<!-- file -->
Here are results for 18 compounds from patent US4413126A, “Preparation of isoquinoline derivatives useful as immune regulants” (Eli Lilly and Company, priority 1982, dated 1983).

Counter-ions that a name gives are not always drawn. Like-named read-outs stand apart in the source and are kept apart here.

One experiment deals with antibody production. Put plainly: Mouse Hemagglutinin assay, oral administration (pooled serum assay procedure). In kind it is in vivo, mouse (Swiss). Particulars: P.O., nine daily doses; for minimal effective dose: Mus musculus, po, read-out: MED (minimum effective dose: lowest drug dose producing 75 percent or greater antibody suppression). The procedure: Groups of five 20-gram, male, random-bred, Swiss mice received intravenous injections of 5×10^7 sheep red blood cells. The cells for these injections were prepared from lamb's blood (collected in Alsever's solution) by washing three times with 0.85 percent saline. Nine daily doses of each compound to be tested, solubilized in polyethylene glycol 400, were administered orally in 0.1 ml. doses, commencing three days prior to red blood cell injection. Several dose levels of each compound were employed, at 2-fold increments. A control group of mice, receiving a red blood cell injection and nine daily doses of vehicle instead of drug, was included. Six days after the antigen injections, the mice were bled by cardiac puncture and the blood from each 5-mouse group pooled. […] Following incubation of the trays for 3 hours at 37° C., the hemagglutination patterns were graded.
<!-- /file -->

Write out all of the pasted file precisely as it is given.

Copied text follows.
Here are results for 18 compounds from patent US4413126A, “Preparation of isoquinoline derivatives useful as immune regulants” (Eli Lilly and Company, priority 1982, dated 1983).

Counter-ions that a name gives are not always drawn. Like-named read-outs stand apart in the source and are kept apart here.

One experiment deals with antibody production. Put plainly: Mouse Hemagglutinin assay, oral administration (pooled serum assay procedure). In kind it is in vivo, mouse (Swiss). Particulars: P.O., nine daily doses; for minimal effective dose: Mus musculus, po, read-out: MED (minimum effective dose: lowest drug dose producing 75 percent or greater antibody suppression). The procedure: Groups of five 20-gram, male, random-bred, Swiss mice received intravenous injections of 5×10^7 sheep red blood cells. The cells for these injections were prepared from lamb's blood (collected in Alsever's solution) by washing three times with 0.85 percent saline. Nine daily doses of each compound to be tested, solubilized in polyethylene glycol 400, were administered orally in 0.1 ml. doses, commencing three days prior to red blood cell injection. Several dose levels of each compound were employed, at 2-fold increments. A control group of mice, receiving a red blood cell injection and nine daily doses of vehicle instead of drug, was included. Six days after the antigen injections, the mice were bled by cardiac puncture and the blood from each 5-mouse group pooled. […] Following incubation of the trays for 3 hours at 37° C., the hemagglutination patterns were graded.